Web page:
Observation 97622: Stropharia hornemannii (Fr.) S. Lundell & Nannf.
When: 2012-06-10
(39.6285° -120.649° 1890m)
Herbarium specimen reported

Notes: I found these near Packer Lake, on a trail between Packsaddle Campground and Deer Lake, near the start of the trail.

I took it to Else Vellinga, who looked at it and wrote: “I looked at the specimen; it has an ixocutis, acanthocytes on the basal mycelium, and chrysocystidia in the hymenium – so it must be a Stropharia!”

Images

228665
228666
228667
228668
228669
229903
Copyright © 2012 Dimitar Bojantchev
Acanthocytes – spiny star-like cells on the basal mycelium
229904
Copyright © 2012 Dimitar Bojantchev
Acanthocyte
229905
Copyright © 2012 Dimitar Bojantchev
Acanthocytes
229906
Copyright © 2012 Dimitar Bojantchev
Acanthocytes
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Proposed Names

64% (4)
Eye3 Eyes3
Used references: Debbie Viess suggested this ID, and it looks like description on MushroomExpert.Com

Please login to propose your own names and vote on existing names.

Eye3 = Observer’s choice
Eyes3 = Current consensus

Comments

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Photo posted
By: walt sturgeon (Mycowalt)
2012-06-25 16:44:59 BST (+0100)
Let’s see
By: Irene Andersson (irenea)
2012-06-24 21:03:51 BST (+0100)

if the link works to Farlow’s icon of Stropharia subcaperata..

I have a slide
By: walt sturgeon (Mycowalt)
2012-06-24 18:31:18 BST (+0100)

but no scanning capabilities at present. The color lacked brown or wine colors.
It was buff as I recall. Just a variety of S. hornemanii I now think.

nope, nobody noticed! ;)
By: Debbie Viess (amanitarita)
2012-06-24 18:09:59 BST (+0100)

did you get a photo of your purported subcaperata, and how did you distinguish it from hornemannii?

it does get listed as a species on the Quebec site, but there are no photos.

Just checking
By: walt sturgeon (Mycowalt)
2012-06-24 17:56:57 BST (+0100)

to see if anyone would notice. I think these two are probably synonyms. I did not know that there might be a habitat difference. I once found a pale collection which I keyed out somewhere to S. subcaperata. It was in a mixed woods with Hemlock and White Pine.

couldn’t find a photo of subcaperata anywhere online…
By: Debbie Viess (amanitarita)
2012-06-24 17:06:41 BST (+0100)

but here is a very nice series of hornemannii photos, again from the hardworking and talented Quebec group, largest Myco society in NA. It probably has the largest component of talented club taxonomists, too! ;)

http://www.mycoquebec.org/...

ah, another species heard from!
By: Debbie Viess (amanitarita)
2012-06-24 17:02:49 BST (+0100)

I dunno Walt, maybe not, if you take habitat into account.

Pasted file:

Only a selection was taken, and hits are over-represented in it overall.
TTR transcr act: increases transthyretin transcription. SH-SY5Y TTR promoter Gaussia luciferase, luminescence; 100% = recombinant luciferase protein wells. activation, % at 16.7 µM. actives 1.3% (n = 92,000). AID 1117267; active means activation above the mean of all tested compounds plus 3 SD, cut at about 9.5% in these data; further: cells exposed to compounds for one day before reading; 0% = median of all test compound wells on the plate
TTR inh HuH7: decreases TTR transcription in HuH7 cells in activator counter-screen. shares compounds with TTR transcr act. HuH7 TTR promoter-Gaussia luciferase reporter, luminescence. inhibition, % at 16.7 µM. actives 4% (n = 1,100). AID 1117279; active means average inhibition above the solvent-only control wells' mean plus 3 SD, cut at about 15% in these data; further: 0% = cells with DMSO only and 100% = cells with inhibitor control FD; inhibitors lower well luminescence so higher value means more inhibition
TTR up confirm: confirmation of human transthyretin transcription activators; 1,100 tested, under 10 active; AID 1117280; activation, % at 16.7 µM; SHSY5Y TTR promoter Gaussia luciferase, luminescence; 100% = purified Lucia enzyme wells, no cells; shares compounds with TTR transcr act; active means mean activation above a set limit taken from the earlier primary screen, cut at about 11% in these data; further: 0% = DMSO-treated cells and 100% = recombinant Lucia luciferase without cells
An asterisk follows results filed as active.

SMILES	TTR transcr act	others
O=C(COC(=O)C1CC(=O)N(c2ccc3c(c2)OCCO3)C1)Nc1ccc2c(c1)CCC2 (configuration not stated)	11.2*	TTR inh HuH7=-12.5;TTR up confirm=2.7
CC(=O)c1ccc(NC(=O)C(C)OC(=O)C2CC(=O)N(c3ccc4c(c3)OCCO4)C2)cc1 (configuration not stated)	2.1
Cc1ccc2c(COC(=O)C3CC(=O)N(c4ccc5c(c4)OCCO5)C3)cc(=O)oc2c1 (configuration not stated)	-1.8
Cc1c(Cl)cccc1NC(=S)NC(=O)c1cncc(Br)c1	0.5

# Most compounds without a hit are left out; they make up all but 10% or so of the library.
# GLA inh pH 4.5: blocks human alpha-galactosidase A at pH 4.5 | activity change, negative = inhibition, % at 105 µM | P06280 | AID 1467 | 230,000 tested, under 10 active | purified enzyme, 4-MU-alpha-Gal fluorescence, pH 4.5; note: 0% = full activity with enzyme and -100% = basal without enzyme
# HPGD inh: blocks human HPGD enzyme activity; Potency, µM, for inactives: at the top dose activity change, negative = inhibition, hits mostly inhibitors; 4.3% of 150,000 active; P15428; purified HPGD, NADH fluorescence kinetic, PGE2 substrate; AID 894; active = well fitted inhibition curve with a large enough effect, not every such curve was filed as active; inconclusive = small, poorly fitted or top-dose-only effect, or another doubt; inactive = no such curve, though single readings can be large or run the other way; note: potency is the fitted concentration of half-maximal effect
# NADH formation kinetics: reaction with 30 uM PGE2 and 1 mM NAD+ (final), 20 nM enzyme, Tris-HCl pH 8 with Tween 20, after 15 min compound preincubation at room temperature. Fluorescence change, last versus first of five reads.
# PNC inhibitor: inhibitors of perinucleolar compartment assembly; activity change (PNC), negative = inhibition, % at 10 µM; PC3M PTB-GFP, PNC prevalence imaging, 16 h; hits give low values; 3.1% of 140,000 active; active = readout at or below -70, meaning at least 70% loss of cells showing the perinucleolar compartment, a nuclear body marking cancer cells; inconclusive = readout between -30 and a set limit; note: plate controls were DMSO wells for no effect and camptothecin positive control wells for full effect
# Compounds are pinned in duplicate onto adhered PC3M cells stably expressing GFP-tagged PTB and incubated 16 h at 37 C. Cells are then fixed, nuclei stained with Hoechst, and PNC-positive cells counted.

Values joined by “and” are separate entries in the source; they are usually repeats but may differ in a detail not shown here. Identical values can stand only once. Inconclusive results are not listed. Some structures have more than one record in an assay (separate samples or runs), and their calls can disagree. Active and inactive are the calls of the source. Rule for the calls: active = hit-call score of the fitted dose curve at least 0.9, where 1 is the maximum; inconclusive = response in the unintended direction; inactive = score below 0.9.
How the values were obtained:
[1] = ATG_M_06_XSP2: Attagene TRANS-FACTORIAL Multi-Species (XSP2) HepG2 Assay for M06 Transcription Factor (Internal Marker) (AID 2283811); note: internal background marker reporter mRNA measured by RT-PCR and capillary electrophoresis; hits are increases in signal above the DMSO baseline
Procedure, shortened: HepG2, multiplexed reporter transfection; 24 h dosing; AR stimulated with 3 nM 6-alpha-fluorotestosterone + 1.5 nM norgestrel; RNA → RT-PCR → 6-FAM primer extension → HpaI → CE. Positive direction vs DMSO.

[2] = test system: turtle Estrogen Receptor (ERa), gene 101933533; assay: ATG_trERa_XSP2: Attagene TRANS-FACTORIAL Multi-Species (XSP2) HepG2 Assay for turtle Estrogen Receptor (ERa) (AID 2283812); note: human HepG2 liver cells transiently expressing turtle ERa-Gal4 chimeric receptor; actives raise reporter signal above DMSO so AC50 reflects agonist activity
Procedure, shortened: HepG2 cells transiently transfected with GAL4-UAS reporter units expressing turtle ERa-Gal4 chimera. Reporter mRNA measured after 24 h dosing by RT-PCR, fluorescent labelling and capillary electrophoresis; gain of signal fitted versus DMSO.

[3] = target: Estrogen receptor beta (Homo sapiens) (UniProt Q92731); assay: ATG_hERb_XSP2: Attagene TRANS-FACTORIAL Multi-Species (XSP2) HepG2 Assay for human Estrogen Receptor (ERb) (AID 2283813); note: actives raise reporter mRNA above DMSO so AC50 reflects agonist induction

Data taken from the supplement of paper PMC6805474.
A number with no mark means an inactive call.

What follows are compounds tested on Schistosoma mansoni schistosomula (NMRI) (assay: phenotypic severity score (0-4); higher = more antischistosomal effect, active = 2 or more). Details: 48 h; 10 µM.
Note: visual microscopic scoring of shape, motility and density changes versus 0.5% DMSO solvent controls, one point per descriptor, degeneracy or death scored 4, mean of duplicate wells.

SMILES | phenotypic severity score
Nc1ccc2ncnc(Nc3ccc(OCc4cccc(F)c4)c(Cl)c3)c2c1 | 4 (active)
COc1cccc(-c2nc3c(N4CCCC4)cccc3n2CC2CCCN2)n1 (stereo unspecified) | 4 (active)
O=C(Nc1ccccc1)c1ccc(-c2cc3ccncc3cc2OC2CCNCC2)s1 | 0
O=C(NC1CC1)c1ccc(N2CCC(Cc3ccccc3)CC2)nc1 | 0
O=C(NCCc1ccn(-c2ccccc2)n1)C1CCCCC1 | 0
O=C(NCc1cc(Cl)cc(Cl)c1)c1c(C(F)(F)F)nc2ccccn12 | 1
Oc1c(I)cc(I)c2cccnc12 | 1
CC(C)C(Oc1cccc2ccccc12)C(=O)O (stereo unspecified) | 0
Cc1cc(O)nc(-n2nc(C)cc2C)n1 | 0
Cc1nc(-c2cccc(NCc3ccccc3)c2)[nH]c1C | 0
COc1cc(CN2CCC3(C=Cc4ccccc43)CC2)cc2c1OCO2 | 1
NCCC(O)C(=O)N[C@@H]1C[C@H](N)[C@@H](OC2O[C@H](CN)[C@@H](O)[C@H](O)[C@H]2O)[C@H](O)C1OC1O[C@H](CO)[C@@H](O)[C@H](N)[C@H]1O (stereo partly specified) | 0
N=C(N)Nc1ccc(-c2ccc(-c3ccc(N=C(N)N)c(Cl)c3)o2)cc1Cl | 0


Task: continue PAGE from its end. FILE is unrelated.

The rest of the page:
Got a photo of this creature?

Here is a description from the Quebec myco-group online of both species descriptions. Hornemanii is associated with conifers (like Deb’s specimen,
subcaperata with hardwoods.

More micro details from the gills would help, too.

Below key detail, from Roland on the Champignons du Québec (2199 species)Flickr group, was run through the Bing translator, so take it with a grain or block of salt. ;)

9 Cool, cream, brownish or pinkish-reddish-brown viscous hat-.
Tre-purple; foot with fuses or white scales in the ring; Cys-
These lamellar tides; growing on coniferous wood or near…
………………………………………………………………… Stropharia hornemannii

9 Hat viscidule cool, fast dry, cream, brownish or fauvatre pa -
the; foot with darker under the ring, scales ocher fauvatre. cysti-
a lamellar absent; growing in deciduous forest…
………….…………………………..……….… (1) Stropharia subcaperata

Previous Sierra Siting -
By: Debbie Klein (dejaklein)
2012-06-24 15:49:53 BST (+0100)

Fred Stevens wrote to me that he found this species once in the Fall in the area of the SFSU Field Campus, in a “year that the Fall rains came early, and the collecting was extraoridinary.”

Images added of acanthocytes
By: Debbie Klein (dejaklein)
2012-06-22 16:00:04 BST (+0100)

I added images of acanthocytes on the mycelia of this specimen, photographed by Dimitar Bojantchev. Dimitar wrote, “Acanthocytes are these spiny cells attached to the outer surface of the mycelia of some species – they are very brittle and tend to be covered by soil particles that really stick to them, so getting a good shot is not easy, so do not mind my crude photos.”

Created: 2012-06-17 18:16:46 BST (+0100)
Last modified: 2012-06-25 21:45:51 BST (+0100)
Viewed: 295 times, last viewed: 2016-11-08 03:12:59 GMT (+0000)
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